[split topic] Browser speeds

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[split topic] Browser speeds

Post by Browser Peeper » Fri Nov 20, 2009 4:36 am

kudos wrote:If you are a big Avant and Firefox fan, have you tried Orca yet?

Try pronouncing Avant with a Chinese accent since the developer is Chinese :-)
Yes, I did try Orca and I liked it. I prefer Avant. My preference for Avant is due to Avant's faster speed when compared to Orca.

If we're going to pronounce in a "Chinese way" then we need to read Avant from right to left instead of from left to right. Or, is it from top to bottom or bottom to top? Maybe that's Japanese. Anderson Che is Chinese? Really? I thought he was Swiss.

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This Skype add-on is magical!

Post by bksening » Fri Nov 20, 2009 12:47 pm

Browser Peeper wrote:My preference for Avant is due to Avant's faster speed when compared to Orca.
Realistically, that should be impossible.

Orca is based on Gecko rendering engine and Tracemonkey Javascript engine which are both faster than Avant, which is based on Trident rendering engine and Microsoft JScript for Javascript.

I have never found Avant to be faster than Orca. Granted, the rendering speed of Gecko versus Trident is much more debatable and closer, but Avant/Trident is certainly not significantly faster than Orca/Gecko.

Firefox/Gecko and Orca/Gecko is certainly not everyone's favorite alternate browser for nothing. Moreover, anyone using Javascript websites will instantly feel that any Trident based browser, including Avant, is horrendously slow.

My only wondering is if the Avant interface is faster than Orca's? Although my understanding is both the UI's are basically the same. Both the Avant and Orca UI are supposed to offer the same functionality (as much as can be possible) and also to be easier for code maintenance and development.

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Re: This Skype add-on is magical!

Post by DaComboMan » Sat Nov 21, 2009 1:19 pm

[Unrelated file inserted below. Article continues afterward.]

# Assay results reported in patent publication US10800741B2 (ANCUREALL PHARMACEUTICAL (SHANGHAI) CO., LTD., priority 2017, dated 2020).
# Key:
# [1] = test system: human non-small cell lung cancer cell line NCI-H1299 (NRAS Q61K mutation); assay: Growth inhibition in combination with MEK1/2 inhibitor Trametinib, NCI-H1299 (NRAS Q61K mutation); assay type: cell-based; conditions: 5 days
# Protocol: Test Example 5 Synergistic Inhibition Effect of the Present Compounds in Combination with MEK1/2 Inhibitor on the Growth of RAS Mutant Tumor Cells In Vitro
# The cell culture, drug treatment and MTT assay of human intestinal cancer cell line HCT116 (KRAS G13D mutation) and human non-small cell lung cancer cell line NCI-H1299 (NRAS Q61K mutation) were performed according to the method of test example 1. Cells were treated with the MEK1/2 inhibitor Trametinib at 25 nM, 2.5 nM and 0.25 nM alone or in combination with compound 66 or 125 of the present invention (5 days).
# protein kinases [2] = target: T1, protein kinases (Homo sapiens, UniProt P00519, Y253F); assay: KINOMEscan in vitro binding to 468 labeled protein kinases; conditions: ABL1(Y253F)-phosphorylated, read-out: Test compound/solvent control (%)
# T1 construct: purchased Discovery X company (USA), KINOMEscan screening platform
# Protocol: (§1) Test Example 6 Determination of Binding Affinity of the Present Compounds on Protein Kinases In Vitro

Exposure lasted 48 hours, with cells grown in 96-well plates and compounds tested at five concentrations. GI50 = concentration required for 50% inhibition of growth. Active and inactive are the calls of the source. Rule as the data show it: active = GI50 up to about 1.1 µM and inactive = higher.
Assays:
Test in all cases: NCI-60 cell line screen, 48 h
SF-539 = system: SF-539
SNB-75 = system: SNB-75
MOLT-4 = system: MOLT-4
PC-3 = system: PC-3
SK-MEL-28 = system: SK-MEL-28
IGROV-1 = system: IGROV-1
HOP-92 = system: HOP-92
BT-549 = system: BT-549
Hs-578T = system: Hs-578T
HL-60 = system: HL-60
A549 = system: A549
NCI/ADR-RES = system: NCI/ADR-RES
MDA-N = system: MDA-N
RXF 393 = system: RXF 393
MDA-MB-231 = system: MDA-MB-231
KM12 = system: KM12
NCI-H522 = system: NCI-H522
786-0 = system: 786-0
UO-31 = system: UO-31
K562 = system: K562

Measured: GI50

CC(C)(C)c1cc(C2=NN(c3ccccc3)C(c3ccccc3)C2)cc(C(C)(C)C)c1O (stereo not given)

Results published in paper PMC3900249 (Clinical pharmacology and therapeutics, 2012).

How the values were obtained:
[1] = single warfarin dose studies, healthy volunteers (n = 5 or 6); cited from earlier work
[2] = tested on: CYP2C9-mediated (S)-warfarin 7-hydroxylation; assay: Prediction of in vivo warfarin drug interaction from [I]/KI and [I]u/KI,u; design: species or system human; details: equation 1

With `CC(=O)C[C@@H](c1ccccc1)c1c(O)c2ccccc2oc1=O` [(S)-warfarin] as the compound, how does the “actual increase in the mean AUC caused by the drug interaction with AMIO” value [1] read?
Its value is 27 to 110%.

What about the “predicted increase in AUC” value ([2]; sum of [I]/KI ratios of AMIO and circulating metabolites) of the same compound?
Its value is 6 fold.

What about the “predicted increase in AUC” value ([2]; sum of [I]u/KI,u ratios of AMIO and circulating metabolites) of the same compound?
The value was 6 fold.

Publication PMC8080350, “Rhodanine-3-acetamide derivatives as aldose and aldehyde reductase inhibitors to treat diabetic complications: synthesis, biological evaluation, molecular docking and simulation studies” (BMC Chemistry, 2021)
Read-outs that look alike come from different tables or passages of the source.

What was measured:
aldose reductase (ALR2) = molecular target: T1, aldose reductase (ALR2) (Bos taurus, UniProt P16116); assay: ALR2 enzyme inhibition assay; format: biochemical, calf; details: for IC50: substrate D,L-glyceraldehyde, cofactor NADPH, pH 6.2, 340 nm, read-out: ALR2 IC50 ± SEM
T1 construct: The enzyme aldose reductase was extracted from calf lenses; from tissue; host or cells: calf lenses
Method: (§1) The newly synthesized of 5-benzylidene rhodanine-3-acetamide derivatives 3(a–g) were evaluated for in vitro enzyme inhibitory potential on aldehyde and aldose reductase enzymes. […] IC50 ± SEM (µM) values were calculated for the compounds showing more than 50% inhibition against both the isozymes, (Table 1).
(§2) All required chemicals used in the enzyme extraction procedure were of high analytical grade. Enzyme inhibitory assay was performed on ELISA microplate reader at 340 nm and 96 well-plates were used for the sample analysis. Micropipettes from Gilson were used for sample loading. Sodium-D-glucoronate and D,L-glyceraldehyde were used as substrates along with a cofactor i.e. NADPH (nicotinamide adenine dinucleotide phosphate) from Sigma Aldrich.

Me thinks it has to do with OS and resources too.

BTW, why is this posted under "bug reports"?
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Re: This Skype add-on is magical!

Post by abfan123 » Sat Nov 21, 2009 1:34 pm

Well, Gecko is slighly faster than the latest Trident just in the benchmark test. In real life scenario the speed is about the same. I'm constantly using heavy javascript/ajax powered sites and not feeling any significant difference between the latest IE and Firefox.
The next version of Avant should perform better than the current version of Avant.
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Re: This Skype add-on is magical!

Post by Browser Peeper » Sun Nov 22, 2009 4:21 am

DaComboMan wrote:Me thinks it has to do with OS and resources too.

BTW, why is this posted under "bug reports"?

You're absolutely right. I would like to address the various questions and statements but it would be wrong of me to do that here, considering this particular part of the forum is for "bug reports". Can we move the comments beyond my initial "bug report" and the first couple of responses to "Discussions"? Here, I'm referring to the "conversation" about the comparable speed of the browsers.

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Re: This Skype add-on is magical!

Post by bigC » Sun Nov 22, 2009 7:12 pm

Browser Peeper wrote:
DaComboMan wrote:Me thinks it has to do with OS and resources too.

BTW, why is this posted under "bug reports"?

You're absolutely right. I would like to address the various questions and statements but it would be wrong of me to do that here, considering this particular part of the forum is for "bug reports". Can we move the comments beyond my initial "bug report" and the first couple of responses to "Discussions"? Here, I'm referring to the "conversation" about the comparable speed of the browsers.
Done

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Re: This Skype add-on is magical!

Post by Browser Peeper » Mon Nov 23, 2009 9:38 pm

bksening wrote:
Browser Peeper wrote:My preference for Avant is due to Avant's faster speed when compared to Orca.
Realistically, that should be impossible.

Orca is based on Gecko rendering engine and Tracemonkey Javascript engine which are both faster than Avant, which is based on Trident rendering engine and Microsoft JScript for Javascript.

I have never found Avant to be faster than Orca. Granted, the rendering speed of Gecko versus Trident is much more debatable and closer, but Avant/Trident is certainly not significantly faster than Orca/Gecko.

Firefox/Gecko and Orca/Gecko is certainly not everyone's favorite alternate browser for nothing. Moreover, anyone using Javascript websites will instantly feel that any Trident based browser, including Avant, is horrendously slow.

My only wondering is if the Avant interface is faster than Orca's? Although my understanding is both the UI's are basically the same. Both the Avant and Orca UI are supposed to offer the same functionality (as much as can be possible) and also to be easier for code maintenance and development.